Paul Krugman is a big prestigious NYTimes columnist with a Nobel Prize. He also has some fascinating quotes:
- Sharing his enthusiasm for the threat of intergalactic war as an economy booster: “If we discovered that, you know, space aliens were planning to attack and we needed a massive buildup to counter the space alien threat and really inflation and budget deficits took secondary place to that, this slump would be over in 18 months. … There was a Twilight Zone episode like this in which scientists fake an alien threat in order to achieve world peace. Well, this time, we don’t need it, we need it in order to get some fiscal stimulus.”
- Advocating the broken window fallacy in one of the most morally heinous contexts imaginable (September 11th): “Ghastly as it may seem to say this, the terror attack — like the original day of infamy, which brought an end to the Great Depression — could even do some economic good. But there are already ominous indications that some will see this tragedy not as an occasion for true national unity, but as an opportunity for political profiteering.”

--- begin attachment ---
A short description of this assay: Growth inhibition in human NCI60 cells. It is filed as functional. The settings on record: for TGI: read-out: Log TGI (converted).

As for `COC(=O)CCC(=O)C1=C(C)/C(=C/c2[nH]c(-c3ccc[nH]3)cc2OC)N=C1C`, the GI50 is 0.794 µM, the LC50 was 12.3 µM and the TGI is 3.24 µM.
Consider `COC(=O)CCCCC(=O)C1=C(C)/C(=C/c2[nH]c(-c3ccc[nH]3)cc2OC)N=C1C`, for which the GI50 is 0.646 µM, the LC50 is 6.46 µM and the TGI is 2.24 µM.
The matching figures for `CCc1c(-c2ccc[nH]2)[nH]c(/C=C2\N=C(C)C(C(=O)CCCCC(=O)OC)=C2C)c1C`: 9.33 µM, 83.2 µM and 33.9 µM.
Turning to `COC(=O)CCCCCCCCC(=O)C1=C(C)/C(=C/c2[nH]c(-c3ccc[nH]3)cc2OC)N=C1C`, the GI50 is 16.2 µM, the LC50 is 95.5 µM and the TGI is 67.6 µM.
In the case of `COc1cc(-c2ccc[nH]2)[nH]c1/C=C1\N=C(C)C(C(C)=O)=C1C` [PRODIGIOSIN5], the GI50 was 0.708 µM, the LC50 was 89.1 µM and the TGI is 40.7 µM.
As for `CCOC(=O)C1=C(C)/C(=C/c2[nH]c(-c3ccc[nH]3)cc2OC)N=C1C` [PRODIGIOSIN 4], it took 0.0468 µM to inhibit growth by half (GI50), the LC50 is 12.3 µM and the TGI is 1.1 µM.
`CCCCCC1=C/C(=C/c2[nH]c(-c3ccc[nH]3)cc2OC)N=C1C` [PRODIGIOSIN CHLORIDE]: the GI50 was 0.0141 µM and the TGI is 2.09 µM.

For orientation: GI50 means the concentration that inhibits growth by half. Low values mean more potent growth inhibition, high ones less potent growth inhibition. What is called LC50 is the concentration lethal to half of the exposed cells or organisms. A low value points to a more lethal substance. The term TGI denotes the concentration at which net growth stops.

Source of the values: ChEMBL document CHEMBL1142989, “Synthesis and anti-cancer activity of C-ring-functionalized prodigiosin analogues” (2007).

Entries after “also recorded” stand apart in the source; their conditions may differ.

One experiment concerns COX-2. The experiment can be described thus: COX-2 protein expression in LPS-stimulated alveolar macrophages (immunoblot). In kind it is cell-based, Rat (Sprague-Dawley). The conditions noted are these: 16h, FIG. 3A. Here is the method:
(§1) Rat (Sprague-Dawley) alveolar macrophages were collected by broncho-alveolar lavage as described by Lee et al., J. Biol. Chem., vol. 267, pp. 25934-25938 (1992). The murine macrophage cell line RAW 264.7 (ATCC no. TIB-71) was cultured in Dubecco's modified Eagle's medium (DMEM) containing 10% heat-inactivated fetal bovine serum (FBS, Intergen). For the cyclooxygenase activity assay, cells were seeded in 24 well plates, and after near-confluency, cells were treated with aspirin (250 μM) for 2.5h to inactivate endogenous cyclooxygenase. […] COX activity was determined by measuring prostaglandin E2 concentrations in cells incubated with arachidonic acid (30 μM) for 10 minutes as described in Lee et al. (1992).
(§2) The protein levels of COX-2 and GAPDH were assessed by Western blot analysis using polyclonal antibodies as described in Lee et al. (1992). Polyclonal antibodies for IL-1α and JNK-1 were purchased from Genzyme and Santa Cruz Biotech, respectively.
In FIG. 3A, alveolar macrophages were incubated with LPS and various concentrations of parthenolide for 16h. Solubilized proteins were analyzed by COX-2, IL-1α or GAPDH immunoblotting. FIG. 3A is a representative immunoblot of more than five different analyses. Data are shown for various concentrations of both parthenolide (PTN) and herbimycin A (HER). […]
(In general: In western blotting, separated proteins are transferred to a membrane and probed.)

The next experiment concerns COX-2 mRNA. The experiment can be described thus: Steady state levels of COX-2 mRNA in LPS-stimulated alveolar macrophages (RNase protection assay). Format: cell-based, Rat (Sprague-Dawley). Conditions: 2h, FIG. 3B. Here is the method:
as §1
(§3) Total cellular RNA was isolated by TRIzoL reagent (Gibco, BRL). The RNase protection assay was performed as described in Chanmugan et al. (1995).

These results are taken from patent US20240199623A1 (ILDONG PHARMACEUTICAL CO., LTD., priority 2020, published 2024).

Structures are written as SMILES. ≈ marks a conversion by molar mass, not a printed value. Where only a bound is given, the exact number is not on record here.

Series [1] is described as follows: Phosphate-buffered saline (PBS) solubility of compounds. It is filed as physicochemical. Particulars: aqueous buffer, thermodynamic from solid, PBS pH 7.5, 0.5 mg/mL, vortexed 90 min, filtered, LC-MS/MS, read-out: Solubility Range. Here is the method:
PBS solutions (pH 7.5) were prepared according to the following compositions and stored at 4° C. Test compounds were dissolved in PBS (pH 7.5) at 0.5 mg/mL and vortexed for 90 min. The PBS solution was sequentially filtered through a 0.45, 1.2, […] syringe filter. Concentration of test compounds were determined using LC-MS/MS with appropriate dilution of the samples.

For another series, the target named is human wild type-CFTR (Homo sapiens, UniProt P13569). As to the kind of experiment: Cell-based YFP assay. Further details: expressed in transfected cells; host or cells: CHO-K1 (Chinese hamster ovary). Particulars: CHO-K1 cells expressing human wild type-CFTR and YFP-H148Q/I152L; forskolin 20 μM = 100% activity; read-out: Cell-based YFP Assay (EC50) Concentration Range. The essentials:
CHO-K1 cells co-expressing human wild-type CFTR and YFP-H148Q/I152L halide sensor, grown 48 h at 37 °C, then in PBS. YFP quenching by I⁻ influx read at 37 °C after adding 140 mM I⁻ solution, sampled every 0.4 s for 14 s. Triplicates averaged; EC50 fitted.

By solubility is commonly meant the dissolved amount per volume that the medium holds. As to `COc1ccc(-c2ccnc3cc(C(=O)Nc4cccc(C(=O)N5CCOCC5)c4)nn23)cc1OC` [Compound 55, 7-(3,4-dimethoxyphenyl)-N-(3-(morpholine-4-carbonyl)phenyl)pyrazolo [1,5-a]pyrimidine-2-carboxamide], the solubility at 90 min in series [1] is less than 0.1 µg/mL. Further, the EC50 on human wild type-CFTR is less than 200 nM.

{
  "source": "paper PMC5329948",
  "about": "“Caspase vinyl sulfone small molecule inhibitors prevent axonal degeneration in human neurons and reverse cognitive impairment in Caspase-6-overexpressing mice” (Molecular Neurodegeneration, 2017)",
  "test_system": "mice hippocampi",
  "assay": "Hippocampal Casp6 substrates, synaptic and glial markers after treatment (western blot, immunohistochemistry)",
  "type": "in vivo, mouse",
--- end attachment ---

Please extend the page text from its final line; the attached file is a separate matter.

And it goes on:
- Commenting on the future impact of the Internet in 1998: “By 2005 or so, it will become clear that the Internet’s impact on the economy has been no greater than the fax machine’s.”
This is what can pass for a serious public intellectual these days. At least if you have the right politics.